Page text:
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Xenophon to keep word on backpacker tax

AAP logoAAP 26/11/2016 Andi Yu

Nick Xenophon says he will keep his word to the government to support its backpacker tax bill but it's the moves of other parties that will determine its fate.

"We have given our undertaking to the government," Mr Xenophon told AAP on Saturday.

Mr Xenophon wants the Murry-Darling Basin plan to get sorted, but clarified that this would not effect his support of the tax on foreign fruit pickers.

"Agreements have been made. We won't breach our agreements."

Uncertainty looms large over the backpacker tax as the government, Labor and crossbenchers remain deadlocked, but there are hopes a resolution may be reached as soon as Monday when parliament resumes.

Crossbenchers and the opposition have left the door open for a compromise on the income tax rate foreign fruit pickers pay that could lie somewhere between the 10.5 per cent the Senate wants and the government's plan for 19 per cent.

One Nation, with four votes that could decide the issue, has signalled support for a rate between 12 and 15 per cent.

"I still believe it's not tested and if this fails and it's at too high a rate, the farmers right across Australia will suffer," One Nation leader Pauline Hanson said on Friday.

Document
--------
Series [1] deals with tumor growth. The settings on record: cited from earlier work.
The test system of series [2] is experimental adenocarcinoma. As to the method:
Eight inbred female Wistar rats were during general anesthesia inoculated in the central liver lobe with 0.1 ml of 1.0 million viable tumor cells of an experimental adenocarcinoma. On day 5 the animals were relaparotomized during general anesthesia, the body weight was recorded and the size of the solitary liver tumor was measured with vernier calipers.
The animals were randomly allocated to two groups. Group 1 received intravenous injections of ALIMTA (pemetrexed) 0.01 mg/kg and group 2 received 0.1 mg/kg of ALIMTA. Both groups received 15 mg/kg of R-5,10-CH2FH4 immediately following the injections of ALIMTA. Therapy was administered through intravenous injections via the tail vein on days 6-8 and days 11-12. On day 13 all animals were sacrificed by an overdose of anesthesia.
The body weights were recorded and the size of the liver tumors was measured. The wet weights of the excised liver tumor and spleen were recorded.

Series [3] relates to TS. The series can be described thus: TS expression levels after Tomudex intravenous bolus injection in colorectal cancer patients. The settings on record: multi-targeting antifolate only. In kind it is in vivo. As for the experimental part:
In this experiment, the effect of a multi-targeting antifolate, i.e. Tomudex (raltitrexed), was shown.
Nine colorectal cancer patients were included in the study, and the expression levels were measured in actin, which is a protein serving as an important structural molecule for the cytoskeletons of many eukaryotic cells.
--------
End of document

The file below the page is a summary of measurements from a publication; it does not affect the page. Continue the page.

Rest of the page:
Senator Hanson said the backpacker tax should start at 10.5 per cent, with the government to review it in a couple of years before looking at upping it to 15 per cent.

Labor leader Bill Shorten, who's previously vowed the issue would be decided by Christmas, said he's also willing to negotiate.

"Labor is prepared to work to fix the problem," he told reporters.

Treasurer Scott Morrison says a reduction to 15 per cent would mean a loss of $120 million in revenue.

Agriculture Minister Barnaby Joyce signalled another move could delay a resolution even further.

"They'll just move again, and move again until the place looks chaotic."

Without an agreement, the government insists a court ruling means all working holiday-makers will pay 32.5 per cent tax from the first dollar they earn after January 1.

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